4 Signs That You May Be Developing Cataracts

A cataract occurs when the lens of the eye becomes clouded by protein deposits. The clouding causes a decline in clear vision.

There are three types of cataracts. They include subcapsular cataracts, nuclear cataracts, and cortical cataracts. Subcapsular cataracts develop at the back of the lens. Nuclear cataracts appear in the center or nucleus of the lens. A cortical cataract begins around the edges of the lens and encroaches upon the center of the eye.

Cataracts affect over 20 million Americans who are age 40 or older. In fact,  50 percent of Americans who are 80 years old and older have cataracts.

Cataracts can develop  due to many reasons,  such as  too much exposure to ultraviolet light, obesity, eye injury,  high blood pressure  or  even  over-consumption of alcohol. Here are a few signs that you may be developing cataracts:

Your night vision is growing worse.

As cataracts  progress, they can darken in color. This darkening can make it even more difficult to see at night. Imagine wearing dark sunglasses at night.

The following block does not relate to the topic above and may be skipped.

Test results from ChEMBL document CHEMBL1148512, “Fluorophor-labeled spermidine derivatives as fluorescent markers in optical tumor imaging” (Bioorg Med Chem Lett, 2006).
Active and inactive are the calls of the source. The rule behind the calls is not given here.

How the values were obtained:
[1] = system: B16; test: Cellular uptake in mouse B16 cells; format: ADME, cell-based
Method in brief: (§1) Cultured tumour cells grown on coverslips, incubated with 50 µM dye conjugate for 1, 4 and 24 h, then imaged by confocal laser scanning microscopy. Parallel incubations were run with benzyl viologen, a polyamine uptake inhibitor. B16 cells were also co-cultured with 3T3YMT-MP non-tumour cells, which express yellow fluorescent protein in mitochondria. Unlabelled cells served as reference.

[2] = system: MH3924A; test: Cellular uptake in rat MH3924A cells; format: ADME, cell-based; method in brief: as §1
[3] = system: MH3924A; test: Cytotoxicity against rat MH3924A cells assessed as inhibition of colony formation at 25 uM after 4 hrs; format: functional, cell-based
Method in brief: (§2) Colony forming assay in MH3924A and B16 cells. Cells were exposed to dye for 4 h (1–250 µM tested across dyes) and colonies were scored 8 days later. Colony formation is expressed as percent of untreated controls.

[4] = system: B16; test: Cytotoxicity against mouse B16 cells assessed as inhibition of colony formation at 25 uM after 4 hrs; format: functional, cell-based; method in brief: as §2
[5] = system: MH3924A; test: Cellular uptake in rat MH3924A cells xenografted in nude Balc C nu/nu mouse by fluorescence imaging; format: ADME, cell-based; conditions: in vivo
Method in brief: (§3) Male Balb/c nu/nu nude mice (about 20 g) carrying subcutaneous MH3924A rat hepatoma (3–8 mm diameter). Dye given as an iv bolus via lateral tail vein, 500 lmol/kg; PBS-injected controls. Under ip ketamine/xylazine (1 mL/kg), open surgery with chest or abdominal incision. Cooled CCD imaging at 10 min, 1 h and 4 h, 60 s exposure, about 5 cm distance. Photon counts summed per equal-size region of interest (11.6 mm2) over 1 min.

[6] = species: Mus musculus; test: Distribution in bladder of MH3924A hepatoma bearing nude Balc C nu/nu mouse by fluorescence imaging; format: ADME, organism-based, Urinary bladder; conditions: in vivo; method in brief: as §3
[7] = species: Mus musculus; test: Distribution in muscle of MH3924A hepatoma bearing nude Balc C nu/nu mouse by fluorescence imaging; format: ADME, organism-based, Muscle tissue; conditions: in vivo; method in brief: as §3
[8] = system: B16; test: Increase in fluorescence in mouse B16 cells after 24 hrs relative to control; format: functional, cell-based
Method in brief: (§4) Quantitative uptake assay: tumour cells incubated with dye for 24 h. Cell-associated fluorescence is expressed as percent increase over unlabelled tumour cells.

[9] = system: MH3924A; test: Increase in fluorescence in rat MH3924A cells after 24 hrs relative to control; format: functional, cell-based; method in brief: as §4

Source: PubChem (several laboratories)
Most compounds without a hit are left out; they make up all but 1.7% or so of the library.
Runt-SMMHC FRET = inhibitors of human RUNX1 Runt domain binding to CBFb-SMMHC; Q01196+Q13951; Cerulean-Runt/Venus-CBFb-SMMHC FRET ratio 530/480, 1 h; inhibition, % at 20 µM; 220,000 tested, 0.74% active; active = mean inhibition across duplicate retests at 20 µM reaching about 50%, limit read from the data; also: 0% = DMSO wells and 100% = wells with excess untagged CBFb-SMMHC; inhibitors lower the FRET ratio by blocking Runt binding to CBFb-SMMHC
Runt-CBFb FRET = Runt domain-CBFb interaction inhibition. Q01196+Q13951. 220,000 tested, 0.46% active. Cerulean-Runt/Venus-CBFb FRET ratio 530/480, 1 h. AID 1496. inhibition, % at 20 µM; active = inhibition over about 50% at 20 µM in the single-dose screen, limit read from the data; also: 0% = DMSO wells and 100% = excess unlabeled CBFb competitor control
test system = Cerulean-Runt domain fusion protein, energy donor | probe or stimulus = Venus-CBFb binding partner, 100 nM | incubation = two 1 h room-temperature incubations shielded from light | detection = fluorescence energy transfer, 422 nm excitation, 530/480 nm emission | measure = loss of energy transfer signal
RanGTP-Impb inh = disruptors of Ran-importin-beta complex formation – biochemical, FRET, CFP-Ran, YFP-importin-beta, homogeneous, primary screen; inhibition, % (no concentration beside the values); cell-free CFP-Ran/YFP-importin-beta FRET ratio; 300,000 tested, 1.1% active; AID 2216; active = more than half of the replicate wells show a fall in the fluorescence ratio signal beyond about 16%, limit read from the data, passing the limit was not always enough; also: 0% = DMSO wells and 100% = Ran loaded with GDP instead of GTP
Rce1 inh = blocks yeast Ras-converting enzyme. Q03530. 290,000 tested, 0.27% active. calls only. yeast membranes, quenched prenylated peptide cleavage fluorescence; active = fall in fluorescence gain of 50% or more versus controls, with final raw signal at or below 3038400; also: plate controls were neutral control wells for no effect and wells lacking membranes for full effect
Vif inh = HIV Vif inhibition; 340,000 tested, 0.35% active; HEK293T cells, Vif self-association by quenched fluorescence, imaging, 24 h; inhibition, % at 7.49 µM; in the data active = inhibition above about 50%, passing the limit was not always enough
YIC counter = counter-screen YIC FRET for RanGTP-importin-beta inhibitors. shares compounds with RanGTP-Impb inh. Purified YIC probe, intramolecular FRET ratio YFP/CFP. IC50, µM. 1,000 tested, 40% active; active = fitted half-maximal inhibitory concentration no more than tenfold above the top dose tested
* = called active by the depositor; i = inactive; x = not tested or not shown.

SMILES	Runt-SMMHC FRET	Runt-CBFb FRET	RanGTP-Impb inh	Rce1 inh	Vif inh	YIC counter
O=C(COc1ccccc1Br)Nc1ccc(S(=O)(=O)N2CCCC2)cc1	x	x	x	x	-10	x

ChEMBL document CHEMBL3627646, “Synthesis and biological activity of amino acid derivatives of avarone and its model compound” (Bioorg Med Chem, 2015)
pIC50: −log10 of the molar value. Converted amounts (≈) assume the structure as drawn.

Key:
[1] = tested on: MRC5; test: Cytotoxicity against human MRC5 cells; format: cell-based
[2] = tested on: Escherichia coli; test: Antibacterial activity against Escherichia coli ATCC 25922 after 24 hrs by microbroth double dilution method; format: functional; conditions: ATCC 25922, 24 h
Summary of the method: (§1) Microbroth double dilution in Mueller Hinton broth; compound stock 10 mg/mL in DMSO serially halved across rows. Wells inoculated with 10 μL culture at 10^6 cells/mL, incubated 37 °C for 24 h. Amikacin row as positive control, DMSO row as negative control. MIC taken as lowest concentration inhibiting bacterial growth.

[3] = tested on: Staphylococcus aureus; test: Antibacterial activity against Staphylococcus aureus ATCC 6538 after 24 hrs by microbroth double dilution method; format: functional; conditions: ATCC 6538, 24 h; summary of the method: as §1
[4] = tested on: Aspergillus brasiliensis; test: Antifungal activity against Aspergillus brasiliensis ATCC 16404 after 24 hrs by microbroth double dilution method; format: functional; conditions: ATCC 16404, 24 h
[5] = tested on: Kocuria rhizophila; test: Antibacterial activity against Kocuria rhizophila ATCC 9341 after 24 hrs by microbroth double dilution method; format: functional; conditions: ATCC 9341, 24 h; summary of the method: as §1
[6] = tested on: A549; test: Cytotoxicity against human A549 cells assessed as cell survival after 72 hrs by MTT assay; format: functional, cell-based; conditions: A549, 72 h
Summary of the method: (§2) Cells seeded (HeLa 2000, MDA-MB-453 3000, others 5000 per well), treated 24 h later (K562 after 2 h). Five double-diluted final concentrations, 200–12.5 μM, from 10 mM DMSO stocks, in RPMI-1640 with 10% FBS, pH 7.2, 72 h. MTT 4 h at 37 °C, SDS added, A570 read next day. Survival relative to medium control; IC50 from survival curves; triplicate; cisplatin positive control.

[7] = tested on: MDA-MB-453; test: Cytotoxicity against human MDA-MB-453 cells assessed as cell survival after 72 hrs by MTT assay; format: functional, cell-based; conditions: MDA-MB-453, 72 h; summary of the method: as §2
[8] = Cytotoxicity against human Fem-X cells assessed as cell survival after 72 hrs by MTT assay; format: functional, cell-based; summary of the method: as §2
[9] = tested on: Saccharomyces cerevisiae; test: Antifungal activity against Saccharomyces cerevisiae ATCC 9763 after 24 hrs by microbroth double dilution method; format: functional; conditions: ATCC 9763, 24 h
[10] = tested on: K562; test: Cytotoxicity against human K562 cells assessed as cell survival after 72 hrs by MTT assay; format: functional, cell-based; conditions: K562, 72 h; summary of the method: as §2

Driving is not as easy as it used to be.

A person who drives while suffering from cataracts can find it difficult to see well enough to drive safely. The vision becomes clouded much like looking through fog. A study performed in Australia indicated that cataract surgery reduced the risk of an automotive wreck by nearly 13%. 

Some collisions that involve a driver suffering from cataracts may be due to halos. Halos are the rings that are sometimes seen around light. These can appear more prominent for cataract sufferers. As a result, driving, especially at night, can become increasingly difficult. Halos may be seen around lit building signs, street lamps, and headlights.  

Your eyes may be more sensitive to bright light.

One of the symptoms of having cataracts is photosensitivity. Bright lights can cause great discomfort to a cataract sufferer.

You find it difficult to distinguish between certain colors.

A cataract can have a yellowish or brown tint. This can cause the lens of the eye to perceive things as though a yellow screen is before the person's eyes. As a result, the yellow hue can distort the way that a person with cataracts sees color. The ability to see colors correctly is restored after successful surgery.

If you believe that you may be developing cataracts, visit an eye doctor (such as Family Eye Health & Contact Lens Center) in your area. He or she can check your eyes and advise a suitable course of treatment.